It’s the end of October now which means that the autumn trade show season is drawing to a close. This year we sponsored and exhibited at the TDWI World Conference in San Diego (and in Chicago earlier in the year), and the Teradata PARTNERS Conference in Nashville. Once again we gathered survey responses in our booth, so I took a look at how things have changed, or not, since last year’s update.
At the Teradata event we saw more people using the Teradata logical data model (LDM) as a blueprint for their warehouse – 59% vs. 41%, compared to only 49% using the LDM as reported in 2013. I find this encouraging, because according to Teradata, these models are designed to “eliminate the stovepipe approach to accessing data and, more importantly, gets your IT team and business users focused on connecting their individual pieces to a broader company strategy.” The challenge of course, is HOW to implement a logical model, as it is only a blueprint – someone has to bring the tools to actually build it.
We also asked about maintenance costs of the Teradata warehouse, and the results were once again on the high end of the spectrum, as compared to results we saw from the more general TDWI conferences. 40% reported spending over $1 million annually, with the balance spread fairly evenly across the other cost ranges as reported in 2013. But interestingly, I noticed that for individuals reporting they use the LDMs, the vast majority reported spending in the over $1 million range – and they also tended to report requiring 20+ people to support the data warehouse environment. This leads me to conclude that despite the logical model as a starting point, it doesn’t save resources. Or put another way, the resource requirements stay about the same.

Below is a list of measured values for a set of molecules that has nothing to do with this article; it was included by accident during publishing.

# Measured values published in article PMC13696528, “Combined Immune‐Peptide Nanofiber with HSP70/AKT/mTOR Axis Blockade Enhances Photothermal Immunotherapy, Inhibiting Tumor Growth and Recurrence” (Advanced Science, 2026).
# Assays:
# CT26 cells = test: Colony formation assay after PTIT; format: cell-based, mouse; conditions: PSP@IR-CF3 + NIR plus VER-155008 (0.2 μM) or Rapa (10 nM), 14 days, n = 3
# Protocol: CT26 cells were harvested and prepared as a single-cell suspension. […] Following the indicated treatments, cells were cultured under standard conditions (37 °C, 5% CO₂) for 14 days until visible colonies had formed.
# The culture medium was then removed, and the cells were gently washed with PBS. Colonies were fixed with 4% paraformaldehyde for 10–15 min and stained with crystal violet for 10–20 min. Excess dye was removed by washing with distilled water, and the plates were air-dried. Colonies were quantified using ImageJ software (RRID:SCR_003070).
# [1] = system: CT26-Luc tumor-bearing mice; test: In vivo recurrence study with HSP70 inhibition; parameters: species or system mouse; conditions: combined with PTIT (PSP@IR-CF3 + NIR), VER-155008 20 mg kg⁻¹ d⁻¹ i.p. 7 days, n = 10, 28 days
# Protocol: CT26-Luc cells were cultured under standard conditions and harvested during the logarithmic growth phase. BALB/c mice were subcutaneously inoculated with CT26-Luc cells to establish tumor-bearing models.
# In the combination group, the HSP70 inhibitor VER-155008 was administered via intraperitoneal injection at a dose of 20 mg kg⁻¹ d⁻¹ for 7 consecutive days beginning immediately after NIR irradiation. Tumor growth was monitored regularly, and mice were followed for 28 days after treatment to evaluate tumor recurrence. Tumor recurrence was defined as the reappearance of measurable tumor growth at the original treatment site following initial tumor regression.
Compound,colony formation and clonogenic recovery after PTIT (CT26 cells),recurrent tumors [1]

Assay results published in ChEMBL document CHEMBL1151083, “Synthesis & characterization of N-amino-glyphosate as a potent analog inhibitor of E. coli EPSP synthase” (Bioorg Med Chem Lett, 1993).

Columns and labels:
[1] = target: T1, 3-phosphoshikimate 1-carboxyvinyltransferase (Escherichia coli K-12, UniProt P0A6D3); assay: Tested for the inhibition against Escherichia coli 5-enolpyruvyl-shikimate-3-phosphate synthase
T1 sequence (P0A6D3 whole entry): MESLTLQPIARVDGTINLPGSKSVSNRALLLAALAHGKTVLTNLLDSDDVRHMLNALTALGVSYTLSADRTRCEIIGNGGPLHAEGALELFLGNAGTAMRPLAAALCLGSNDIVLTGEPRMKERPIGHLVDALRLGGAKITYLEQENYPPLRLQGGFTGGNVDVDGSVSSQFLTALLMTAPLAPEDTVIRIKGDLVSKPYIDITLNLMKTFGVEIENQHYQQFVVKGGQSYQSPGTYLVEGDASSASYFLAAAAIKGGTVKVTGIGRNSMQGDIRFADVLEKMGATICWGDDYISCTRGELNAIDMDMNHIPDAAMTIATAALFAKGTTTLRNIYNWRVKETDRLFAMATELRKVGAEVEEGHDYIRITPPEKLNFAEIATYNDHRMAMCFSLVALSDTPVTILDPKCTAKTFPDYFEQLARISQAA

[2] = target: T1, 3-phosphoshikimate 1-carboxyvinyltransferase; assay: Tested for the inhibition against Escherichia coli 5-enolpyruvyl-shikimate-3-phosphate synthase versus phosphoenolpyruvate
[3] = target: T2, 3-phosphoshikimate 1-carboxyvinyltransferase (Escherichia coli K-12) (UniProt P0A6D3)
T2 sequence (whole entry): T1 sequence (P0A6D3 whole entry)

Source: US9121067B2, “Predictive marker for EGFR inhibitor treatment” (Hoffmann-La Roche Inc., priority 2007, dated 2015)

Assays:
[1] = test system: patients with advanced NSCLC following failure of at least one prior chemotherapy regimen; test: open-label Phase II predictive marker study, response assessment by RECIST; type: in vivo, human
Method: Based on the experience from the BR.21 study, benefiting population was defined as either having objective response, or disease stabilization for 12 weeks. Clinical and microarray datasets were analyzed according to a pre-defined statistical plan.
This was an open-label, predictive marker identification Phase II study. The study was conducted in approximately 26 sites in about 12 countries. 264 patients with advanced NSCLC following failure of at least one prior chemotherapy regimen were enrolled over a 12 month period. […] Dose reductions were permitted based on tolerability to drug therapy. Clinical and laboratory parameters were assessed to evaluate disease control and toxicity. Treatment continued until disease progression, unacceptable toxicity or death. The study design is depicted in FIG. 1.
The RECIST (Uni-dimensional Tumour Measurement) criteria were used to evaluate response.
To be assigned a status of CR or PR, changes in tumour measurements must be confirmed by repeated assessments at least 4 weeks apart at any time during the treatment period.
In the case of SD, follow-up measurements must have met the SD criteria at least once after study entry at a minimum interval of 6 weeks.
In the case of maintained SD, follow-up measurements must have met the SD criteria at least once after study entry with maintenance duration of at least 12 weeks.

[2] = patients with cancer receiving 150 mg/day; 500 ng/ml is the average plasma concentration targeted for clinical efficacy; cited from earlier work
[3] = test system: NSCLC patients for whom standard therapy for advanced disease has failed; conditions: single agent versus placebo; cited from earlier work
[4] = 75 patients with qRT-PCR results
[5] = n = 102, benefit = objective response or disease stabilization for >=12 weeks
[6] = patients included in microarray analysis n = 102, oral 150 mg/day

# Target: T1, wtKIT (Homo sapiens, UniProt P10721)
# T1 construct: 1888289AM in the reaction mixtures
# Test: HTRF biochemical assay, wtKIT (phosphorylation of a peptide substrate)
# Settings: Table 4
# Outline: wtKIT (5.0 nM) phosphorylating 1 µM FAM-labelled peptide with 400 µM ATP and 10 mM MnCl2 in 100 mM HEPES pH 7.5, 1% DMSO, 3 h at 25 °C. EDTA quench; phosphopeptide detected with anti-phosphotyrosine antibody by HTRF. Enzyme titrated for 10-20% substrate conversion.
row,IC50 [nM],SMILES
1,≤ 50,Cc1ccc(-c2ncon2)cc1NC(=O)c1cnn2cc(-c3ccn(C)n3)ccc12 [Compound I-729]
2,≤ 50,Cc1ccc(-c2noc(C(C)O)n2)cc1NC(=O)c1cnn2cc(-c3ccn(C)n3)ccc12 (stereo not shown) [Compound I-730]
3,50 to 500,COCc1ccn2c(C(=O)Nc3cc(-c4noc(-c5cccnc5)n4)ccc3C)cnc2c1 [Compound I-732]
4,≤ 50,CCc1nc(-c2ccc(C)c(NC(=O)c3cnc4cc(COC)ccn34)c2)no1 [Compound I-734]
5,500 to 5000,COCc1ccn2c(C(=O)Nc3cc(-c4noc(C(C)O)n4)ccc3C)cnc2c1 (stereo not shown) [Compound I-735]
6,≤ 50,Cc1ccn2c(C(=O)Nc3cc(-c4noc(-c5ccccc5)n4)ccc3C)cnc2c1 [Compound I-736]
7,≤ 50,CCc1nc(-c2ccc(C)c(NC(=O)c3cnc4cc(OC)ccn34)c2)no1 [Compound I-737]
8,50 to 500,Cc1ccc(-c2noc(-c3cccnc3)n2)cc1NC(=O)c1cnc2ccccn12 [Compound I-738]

Additionally, having a blueprint didn’t necessarily make it faster to integrate new data sources or handle a re-organization and deliver new view and reports. 90% of respondents at the Teradata event reported it took more than 1 month to integrate a new data source – 48% said it took between 1 and 3 months, and 42% said it took more than 3 months. Similarly, 84% required the same amount of time to deliver new reports and views due to a re-org – 39% required 1-3 months, 45% need more than 3 months. This doesn’t say much about agility or flexibility and appears to indicate that there is still a long way to go to ensure the data warehouse keeps pace with business change.
So what’s the answer? From our point of view, having a model that can actually generate the warehouse design and build will save resources and time to deploy, and maintain. Additionally, using a model that remains “connected” to the warehouse will enable you to make changes such as integrating new data sources and handling re-organizations so you can more easily keep pace with business change.
TDWI now offers a Data Warehouse Automation class where you can learn more about tools that do this. But if you want to know more now, check out our video tutorials on Kalido’s business-model-driven data warehouse automation.